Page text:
Durham Constabulary is increasing the number of officers who carry Tasers to assist them in keeping communities safe.
This follows recent calls from the Police Federation that all officers should be equipped with the devices, which were first introduced in the UK in 2003 and in Durham were issued to authorised firearms officers two years later.
The Taser was designed to provide an extra ‘less lethal’ option for police officers in situations where a life or the safety of an individual may be at risk. It works by firing two small probes, connected to the X26 model used by police which deliver a series of electrical pulses. These disrupt the neuro-muscular system of the individual.
Durham’s Police and Crime Commissioner, Ron HOGG said; “We will not be arming all officers with Tasers even though the Police Federation have asked for it.
“This is being done to improve the safety of our officers and has no relation to crime levels within County Durham and Darlington, which are currently stable. The force uses Tasers less than the national average and this reflects our approach of talking to people and helping them”.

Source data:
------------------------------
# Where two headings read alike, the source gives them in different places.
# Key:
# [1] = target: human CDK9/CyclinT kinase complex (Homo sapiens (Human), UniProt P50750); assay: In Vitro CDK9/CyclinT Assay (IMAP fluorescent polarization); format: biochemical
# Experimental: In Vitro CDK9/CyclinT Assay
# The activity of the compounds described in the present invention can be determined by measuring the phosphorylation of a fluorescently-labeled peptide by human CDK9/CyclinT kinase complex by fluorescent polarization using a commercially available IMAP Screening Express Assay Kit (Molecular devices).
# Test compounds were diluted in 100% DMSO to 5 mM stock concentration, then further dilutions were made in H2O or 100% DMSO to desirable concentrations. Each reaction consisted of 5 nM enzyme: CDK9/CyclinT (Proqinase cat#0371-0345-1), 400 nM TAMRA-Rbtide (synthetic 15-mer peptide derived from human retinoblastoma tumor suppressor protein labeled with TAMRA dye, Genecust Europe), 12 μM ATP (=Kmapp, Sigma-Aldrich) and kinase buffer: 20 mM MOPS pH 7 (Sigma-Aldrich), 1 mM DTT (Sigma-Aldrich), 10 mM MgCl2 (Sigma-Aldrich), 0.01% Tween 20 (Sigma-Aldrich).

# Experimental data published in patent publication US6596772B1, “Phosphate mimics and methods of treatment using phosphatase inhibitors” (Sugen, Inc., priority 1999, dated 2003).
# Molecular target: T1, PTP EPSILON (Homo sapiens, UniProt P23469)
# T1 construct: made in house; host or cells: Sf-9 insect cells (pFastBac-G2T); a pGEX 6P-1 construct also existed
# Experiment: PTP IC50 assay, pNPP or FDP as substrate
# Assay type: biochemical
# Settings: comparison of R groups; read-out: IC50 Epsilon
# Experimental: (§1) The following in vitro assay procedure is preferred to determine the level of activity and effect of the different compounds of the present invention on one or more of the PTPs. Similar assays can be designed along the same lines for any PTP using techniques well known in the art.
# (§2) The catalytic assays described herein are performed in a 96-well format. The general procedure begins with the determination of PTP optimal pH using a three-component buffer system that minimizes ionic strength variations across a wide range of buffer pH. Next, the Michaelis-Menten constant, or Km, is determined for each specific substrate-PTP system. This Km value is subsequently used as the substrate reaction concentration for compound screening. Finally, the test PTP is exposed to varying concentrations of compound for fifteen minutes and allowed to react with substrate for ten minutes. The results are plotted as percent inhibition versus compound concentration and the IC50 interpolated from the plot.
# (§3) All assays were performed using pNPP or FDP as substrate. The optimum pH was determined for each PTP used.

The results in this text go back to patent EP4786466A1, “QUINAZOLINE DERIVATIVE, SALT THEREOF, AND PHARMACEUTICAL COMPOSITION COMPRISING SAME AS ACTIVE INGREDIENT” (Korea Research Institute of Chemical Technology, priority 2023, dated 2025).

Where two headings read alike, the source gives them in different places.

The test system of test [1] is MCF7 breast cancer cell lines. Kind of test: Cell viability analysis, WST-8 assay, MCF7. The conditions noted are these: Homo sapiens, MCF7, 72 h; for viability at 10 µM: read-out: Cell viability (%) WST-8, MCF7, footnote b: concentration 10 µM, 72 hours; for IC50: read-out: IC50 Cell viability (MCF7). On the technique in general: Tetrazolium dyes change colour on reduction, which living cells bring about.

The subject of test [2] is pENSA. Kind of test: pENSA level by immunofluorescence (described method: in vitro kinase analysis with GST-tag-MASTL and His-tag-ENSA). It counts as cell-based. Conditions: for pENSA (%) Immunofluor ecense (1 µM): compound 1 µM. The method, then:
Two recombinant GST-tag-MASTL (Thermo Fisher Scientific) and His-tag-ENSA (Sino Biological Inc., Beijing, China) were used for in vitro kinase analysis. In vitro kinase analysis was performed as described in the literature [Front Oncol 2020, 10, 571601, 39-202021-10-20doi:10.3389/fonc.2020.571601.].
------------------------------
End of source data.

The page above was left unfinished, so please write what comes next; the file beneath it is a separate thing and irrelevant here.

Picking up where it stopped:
Sgt Andy JACKSON of the Durham Police Federation said; “I fully support the force’s decision on this important issue which shows it is supporting its officers in terms of their personal safety. By helping keep officers safe, we can keep the public safe.”
Durham currently has 103 authorised Taser users (including 43 authorised firearms officers) and an additional 24 response officers are scheduled for initial Taser courses in April and June this year. There are further training courses planned for later in the year.
Assistant Chief Officer for Durham Constabulary, Gary RIDLEY said, “At present there are usually about eight officers on duty at any one time authorised to carry a Taser. This w
ill increase to about 18 by the end of the year. Officers only carry Tasers after intensive initial and refresher training.”
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